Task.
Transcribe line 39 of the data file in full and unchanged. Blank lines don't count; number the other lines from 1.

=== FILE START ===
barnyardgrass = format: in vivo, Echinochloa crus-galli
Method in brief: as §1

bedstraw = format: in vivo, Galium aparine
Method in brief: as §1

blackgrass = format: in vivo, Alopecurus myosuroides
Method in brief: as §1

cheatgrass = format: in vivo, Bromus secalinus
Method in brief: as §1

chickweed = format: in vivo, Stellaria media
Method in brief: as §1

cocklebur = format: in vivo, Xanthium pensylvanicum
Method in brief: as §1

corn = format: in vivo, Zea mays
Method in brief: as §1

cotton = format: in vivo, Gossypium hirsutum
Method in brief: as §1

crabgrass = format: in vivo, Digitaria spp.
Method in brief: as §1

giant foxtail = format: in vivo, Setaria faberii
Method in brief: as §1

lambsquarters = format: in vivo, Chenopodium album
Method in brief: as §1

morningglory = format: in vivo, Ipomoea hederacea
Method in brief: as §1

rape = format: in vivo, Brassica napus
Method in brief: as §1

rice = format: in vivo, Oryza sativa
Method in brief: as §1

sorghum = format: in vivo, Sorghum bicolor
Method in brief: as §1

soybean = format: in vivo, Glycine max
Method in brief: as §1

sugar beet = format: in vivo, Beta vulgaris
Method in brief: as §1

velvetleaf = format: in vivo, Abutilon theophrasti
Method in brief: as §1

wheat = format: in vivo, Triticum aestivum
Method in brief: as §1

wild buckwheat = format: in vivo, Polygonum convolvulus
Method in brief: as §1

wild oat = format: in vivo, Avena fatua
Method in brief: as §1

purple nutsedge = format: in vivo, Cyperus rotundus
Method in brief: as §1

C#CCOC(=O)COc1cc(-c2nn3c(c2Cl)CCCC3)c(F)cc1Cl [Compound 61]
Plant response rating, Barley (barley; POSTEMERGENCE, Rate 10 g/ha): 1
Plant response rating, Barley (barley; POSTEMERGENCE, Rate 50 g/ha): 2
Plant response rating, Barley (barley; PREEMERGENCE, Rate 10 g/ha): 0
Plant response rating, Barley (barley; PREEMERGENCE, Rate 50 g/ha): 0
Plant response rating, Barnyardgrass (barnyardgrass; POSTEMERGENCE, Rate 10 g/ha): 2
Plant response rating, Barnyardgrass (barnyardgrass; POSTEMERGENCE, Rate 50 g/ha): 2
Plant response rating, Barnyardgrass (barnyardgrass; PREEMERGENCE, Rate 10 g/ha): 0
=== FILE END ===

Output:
wild buckwheat = format: in vivo, Polygonum convolvulus